Use this URL to cite or link to this record in EThOS: http://ethos.bl.uk/OrderDetails.do?uin=uk.bl.ethos.588135
Title: The plant cell wall integrity sensing mechanism
Author: Tsang, Dat
Awarding Body: University of Manchester
Current Institution: University of Manchester
Date of Award: 2013
Availability of Full Text:
Access from EThOS:
Access from Institution:
Abstract:
Plant cell walls are dynamic and responsive structures rather than rigid cages. Disruption of cell wall integrity prevents cell expansion: for example, inhibition of cellulose biosynthesis with isoxaben rapidly reduces root elongation. This is not a passive consequence of mechanical failure but an active response regulated by cell wall integrity (CWI) sensing pathway. Interestingly, the plant response to pathogen-associated molecular patterns (PAMPs) like flagellin shares many similarities with the CWI pathway response; such as the production of reactive oxygen species (ROS) and lignin. While root elongation is also reduced by flagellin, microarrays show that the two treatments lead to a very different expression profile. Little is known about the mechanisms and components of the CWI pathway. Here we show that inhibiting the biosynthesis of 1-aminocyclopropane-1-carboxylic acid (ACC), the immediate precursor of the plant hormones ethylene, restores elongation in roots treated with isoxaben but exacerbates the extent of the cell wall damage. Unexpectedly, ethylene itself is not required for the process. Further experiments show that the response to flg22 in roots also requires this putative signalling pathway. Auxin appears to work downstream of ACC since inhibiting auxin activity prevents growth reduction in roots treated with ACC, isoxaben or flg22We have also identified a receptor-like kinase (SRK) which is required for growth repression in root cells that are experiencing cell wall damage. Expression of this gene is rapidly and transiently induced by isoxaben. SRK (S-locus RLK) is part of a highly expanded locus of RLKs related to self-incompatibility proteins in Brassica. However, while other genes of this family are induced by cell wall stress, only SRK mutants are insensitive to acute cell wall damage. Further characterisation of the SRK is under way to confirm its role in the CWI pathway.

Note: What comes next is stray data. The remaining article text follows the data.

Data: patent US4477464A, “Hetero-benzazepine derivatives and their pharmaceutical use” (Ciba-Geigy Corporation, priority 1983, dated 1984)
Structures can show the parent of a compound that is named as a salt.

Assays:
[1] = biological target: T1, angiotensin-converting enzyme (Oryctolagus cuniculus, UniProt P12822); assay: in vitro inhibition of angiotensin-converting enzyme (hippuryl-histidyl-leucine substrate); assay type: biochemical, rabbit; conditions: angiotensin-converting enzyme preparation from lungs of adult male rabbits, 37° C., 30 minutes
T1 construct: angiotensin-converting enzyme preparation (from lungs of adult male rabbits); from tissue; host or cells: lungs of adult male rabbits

Supervisor: Turner, Simon; Nuhse, Thomas Sponsor: Not available
Qualification Name: Thesis (Ph.D.) Qualification Level: Doctoral
EThOS ID: uk.bl.ethos.588135  DOI: Not available
Share: